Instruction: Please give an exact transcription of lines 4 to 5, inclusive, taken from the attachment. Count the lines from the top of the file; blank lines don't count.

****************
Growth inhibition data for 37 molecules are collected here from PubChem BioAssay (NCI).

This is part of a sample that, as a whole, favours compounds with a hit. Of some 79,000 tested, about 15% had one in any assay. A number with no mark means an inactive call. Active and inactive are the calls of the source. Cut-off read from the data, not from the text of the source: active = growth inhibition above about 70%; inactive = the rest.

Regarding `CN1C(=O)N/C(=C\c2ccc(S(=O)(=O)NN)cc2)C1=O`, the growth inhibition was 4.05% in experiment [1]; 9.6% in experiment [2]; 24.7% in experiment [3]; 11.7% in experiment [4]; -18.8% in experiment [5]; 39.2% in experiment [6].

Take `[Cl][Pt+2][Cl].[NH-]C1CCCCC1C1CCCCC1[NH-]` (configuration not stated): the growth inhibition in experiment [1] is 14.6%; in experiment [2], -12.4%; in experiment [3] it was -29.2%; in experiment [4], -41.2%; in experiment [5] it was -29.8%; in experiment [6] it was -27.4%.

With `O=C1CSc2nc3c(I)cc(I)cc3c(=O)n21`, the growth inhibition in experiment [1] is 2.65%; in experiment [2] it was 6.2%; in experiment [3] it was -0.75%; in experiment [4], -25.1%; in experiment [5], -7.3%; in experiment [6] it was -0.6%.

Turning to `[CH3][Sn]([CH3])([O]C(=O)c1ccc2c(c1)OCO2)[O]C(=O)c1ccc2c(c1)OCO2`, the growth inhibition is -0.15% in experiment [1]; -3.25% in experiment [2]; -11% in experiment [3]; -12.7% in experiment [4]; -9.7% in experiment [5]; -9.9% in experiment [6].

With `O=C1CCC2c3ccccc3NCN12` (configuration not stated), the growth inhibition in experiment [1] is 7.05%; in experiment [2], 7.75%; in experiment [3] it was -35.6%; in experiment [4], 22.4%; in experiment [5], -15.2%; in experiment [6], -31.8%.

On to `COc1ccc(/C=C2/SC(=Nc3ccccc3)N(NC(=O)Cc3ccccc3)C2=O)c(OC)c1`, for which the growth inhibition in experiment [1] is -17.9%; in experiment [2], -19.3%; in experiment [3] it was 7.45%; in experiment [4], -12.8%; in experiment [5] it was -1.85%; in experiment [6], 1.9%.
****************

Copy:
Take `[Cl][Pt+2][Cl].[NH-]C1CCCCC1C1CCCCC1[NH-]` (configuration not stated): the growth inhibition in experiment [1] is 14.6%; in experiment [2], -12.4%; in experiment [3] it was -29.2%; in experiment [4], -41.2%; in experiment [5] it was -29.8%; in experiment [6] it was -27.4%.

With `O=C1CSc2nc3c(I)cc(I)cc3c(=O)n21`, the growth inhibition in experiment [1] is 2.65%; in experiment [2] it was 6.2%; in experiment [3] it was -0.75%; in experiment [4], -25.1%; in experiment [5], -7.3%; in experiment [6] it was -0.6%.